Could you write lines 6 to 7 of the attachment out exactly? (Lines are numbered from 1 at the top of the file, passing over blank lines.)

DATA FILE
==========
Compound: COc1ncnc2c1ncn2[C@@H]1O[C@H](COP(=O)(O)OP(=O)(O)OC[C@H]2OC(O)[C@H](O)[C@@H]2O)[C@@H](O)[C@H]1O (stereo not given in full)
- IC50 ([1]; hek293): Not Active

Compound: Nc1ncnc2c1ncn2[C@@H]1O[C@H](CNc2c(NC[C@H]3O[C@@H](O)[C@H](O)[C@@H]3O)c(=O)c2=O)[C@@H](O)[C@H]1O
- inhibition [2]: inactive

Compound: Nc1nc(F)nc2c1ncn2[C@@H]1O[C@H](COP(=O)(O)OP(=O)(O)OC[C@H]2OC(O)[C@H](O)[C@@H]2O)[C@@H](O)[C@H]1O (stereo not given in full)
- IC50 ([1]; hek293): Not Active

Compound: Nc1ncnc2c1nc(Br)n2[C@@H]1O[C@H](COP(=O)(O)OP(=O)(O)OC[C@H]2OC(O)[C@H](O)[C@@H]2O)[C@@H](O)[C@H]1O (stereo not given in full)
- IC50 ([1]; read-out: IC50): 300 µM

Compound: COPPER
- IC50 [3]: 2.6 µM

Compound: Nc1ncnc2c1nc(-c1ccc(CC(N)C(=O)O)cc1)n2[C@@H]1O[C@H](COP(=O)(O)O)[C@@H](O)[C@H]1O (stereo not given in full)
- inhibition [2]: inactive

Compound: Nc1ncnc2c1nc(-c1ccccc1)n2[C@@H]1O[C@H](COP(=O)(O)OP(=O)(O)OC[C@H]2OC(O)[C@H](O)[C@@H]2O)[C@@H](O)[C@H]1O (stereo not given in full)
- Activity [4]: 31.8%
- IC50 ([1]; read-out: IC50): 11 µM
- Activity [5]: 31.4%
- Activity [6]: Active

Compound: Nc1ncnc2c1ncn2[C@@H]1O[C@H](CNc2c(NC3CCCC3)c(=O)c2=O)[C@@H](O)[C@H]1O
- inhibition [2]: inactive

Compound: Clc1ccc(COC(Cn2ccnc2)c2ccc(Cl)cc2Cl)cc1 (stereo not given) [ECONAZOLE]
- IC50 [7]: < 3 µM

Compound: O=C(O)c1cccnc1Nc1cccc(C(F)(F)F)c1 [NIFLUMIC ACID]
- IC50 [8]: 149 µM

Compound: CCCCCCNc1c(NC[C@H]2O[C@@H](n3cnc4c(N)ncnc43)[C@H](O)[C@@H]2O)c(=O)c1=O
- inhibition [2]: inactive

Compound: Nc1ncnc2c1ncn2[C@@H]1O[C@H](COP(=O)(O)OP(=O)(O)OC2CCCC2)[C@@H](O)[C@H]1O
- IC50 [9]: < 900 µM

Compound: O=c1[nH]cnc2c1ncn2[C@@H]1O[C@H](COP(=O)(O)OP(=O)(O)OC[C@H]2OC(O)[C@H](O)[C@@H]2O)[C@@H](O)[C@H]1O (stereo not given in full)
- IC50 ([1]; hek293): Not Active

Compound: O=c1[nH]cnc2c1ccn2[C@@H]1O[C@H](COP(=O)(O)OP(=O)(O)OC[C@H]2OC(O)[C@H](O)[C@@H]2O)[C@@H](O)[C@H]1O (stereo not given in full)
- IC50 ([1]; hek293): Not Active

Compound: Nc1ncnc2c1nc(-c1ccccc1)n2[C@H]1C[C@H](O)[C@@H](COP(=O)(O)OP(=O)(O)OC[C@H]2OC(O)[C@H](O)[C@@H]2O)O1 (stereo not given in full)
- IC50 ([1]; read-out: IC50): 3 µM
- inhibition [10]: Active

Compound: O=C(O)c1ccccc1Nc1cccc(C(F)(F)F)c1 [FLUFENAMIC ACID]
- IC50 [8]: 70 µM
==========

- IC50 ([1]; hek293): Not Active

Compound: Nc1ncnc2c1nc(Br)n2[C@@H]1O[C@H](COP(=O)(O)OP(=O)(O)OC[C@H]2OC(O)[C@H](O)[C@@H]2O)[C@@H](O)[C@H]1O (stereo not given in full)